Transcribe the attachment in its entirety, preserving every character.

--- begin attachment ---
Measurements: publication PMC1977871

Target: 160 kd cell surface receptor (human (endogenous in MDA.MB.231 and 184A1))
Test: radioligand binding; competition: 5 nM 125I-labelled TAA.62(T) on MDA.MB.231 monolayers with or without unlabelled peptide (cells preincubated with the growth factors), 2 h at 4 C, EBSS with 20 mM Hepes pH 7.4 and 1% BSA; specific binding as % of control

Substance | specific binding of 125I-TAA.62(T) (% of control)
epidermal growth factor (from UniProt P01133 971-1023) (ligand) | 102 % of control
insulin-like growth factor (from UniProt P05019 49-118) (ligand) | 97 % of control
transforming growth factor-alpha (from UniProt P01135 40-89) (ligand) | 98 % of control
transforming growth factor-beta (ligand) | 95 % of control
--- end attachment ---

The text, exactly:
Measurements: publication PMC1977871

Target: 160 kd cell surface receptor (human (endogenous in MDA.MB.231 and 184A1))
Test: radioligand binding; competition: 5 nM 125I-labelled TAA.62(T) on MDA.MB.231 monolayers with or without unlabelled peptide (cells preincubated with the growth factors), 2 h at 4 C, EBSS with 20 mM Hepes pH 7.4 and 1% BSA; specific binding as % of control

Substance | specific binding of 125I-TAA.62(T) (% of control)
epidermal growth factor (from UniProt P01133 971-1023) (ligand) | 102 % of control
insulin-like growth factor (from UniProt P05019 49-118) (ligand) | 97 % of control
transforming growth factor-alpha (from UniProt P01135 40-89) (ligand) | 98 % of control
transforming growth factor-beta (ligand) | 95 % of control